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Spain says risk premium on debt unjustifiable

Spain is being forced to pay an unjustifiably high risk premium but can nevertheless finance its debt comfortably, Finance Minister Elena Salgado said Wednesday.

Salgado, speaking to AFP a day after Moody’s slashed Portugal’s credit rating to junk status, blamed the Spanish risk premium on volatility in the debt markets and stressed the wide differences between the Spanish and Portuguese economies.

“Our economic fundamentals do not justify this high risk premium so it should come down,” Salgado said.

Investors were demanding Wednesday an extra 2.60 percentage points in interest on Spanish 10-year bonds compared to safe-bet German debt, up sharply from 2.54 percentage points Tuesday.

But Salgado said the markets also were demanding higher rates to lend to other countries such as Italy, not just Spain.

“That is to say that it is not a Spanish question. It is an instability, a volatility that is effecting the debt markets in general,” the finance minister said.

Despite the higher interest rates Spain had to pay to borrow on the markets, Salgado said the country had no difficulty financing itself.

Spanish bond issues had been received with “extraordinary” demand that outstripped supply four times over, she said.

Spain’s government was only paying the risk premium on new debt and it had already raised a lot of money in previous years with bonds carrying long maturities, Salgado added.

“The summary of all that is that the weight of interest of our debt on gross domestic product is still one of the lowest in Europe,” she said.

The government was determined to carry on pushing through reforms and meeting its commitments to ensure that the risk premium declined, the minister said.

Madrid has enacted measures to strengthen bank balance sheets, cut state spending, raise the retirement age, ease hiring and firing, sell off state assets and reform collective bargaining, all aimed at stabilising the public finances.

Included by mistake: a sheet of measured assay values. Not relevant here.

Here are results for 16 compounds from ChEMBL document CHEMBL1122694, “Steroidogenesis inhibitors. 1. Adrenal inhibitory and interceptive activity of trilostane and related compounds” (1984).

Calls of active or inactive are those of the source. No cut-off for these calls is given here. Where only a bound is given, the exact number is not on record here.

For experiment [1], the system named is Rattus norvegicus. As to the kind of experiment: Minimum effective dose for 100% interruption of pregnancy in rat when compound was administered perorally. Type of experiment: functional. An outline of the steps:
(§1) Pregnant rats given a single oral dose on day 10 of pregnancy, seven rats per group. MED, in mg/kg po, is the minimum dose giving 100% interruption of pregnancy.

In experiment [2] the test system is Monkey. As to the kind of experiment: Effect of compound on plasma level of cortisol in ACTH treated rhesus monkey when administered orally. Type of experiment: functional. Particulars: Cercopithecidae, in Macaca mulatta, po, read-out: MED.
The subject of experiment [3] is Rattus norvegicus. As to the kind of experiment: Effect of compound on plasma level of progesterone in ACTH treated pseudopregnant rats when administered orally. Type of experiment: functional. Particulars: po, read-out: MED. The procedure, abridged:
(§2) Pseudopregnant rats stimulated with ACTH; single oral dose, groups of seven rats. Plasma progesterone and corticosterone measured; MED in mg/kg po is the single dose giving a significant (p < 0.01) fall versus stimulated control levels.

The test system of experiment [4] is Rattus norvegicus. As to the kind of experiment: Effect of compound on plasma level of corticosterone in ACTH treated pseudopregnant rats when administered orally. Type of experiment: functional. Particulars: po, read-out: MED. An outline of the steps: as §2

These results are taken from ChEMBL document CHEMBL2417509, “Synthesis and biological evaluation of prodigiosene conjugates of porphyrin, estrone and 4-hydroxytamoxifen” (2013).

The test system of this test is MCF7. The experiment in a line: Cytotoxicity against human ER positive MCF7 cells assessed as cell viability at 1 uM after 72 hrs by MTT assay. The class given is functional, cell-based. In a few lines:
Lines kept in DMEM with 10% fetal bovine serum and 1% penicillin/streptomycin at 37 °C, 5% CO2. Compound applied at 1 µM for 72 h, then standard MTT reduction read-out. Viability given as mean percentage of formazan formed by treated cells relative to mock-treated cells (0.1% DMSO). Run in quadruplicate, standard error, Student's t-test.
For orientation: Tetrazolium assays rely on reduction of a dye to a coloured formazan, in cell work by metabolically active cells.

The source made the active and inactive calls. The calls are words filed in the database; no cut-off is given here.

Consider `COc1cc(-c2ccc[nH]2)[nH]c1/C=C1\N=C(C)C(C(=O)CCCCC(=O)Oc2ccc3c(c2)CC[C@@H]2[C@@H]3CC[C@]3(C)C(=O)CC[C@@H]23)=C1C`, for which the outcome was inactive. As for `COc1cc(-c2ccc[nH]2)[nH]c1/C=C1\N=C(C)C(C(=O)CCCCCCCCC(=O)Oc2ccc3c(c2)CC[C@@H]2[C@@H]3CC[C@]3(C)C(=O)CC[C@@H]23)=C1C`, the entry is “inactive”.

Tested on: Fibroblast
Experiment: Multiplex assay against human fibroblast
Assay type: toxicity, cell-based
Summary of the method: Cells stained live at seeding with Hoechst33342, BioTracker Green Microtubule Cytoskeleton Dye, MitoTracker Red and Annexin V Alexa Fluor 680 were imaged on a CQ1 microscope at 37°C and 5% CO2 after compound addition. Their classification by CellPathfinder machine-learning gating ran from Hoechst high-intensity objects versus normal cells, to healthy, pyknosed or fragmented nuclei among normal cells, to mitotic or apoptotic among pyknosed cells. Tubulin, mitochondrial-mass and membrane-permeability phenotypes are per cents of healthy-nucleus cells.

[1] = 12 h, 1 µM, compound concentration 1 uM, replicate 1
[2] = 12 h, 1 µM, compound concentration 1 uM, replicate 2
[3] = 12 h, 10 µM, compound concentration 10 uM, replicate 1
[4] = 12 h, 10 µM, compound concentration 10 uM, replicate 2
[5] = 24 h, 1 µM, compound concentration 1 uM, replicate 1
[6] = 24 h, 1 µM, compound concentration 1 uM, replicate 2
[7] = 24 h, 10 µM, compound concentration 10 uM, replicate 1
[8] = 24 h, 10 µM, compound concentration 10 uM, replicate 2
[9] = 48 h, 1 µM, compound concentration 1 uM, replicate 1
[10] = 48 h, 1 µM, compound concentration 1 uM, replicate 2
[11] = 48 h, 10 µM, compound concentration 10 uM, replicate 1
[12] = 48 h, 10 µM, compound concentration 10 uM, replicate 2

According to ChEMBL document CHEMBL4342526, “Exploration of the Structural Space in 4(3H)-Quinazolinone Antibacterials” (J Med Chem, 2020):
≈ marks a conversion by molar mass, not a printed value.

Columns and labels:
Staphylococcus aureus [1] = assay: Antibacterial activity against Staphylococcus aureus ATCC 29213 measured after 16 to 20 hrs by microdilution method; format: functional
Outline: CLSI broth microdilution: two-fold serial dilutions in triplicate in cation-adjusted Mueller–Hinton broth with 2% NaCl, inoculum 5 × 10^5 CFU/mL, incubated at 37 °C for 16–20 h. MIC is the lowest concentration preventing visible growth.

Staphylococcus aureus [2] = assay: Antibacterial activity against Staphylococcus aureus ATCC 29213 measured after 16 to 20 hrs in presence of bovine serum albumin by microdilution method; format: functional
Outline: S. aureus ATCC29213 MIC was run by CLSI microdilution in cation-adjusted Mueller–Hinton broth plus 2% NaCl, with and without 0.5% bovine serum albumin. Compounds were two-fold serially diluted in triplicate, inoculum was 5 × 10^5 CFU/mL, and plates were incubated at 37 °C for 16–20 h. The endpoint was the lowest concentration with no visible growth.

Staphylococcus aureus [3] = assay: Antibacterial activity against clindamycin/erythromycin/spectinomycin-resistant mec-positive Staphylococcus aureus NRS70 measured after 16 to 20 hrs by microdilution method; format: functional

“But in any case, the government’s opinion is that at the moment the effect is from the instability of the markets, not factors related to the Spanish economy.”

Both Spain and Italy are considered by markets to be potentially at risk owing to their strained public finances and weak growth prospects, although unlike Greece, Ireland and Portugal, they are not having to be bailed out.

Spain’s economic crisis, triggered by the 2008 property bubble collapse and the international financial crisis, sent the unemployment rate soaring to 21.29 percent in the first quarter of 2011.

Salgado also expressed surprise at some of Moody’s arguments for the Portugal downgrade, notably its view that Lisbon may have trouble raising money at sustainable rates before the second half of 2013.

“When you say now as one of the arguments that Portugal will have difficulties going to the market in the second half of 2013 that seems to us premature.”

But in any case she said Spain’s economic situation could not be compared to Portugal’s, although she wished Lisbon well.

Portugal’s deficit reduction figures for the first quarter were slightly worse than expected, unlike Spain’s, Salgado said.

“Spain is complying with its commitments, it is not in an adjustment programme and our economy is a much more diversified economy, more robust, stronger,” she said.

“Spain’s situation has nothing to do with the situation in Portugal. They are two different economies and have been for many years.”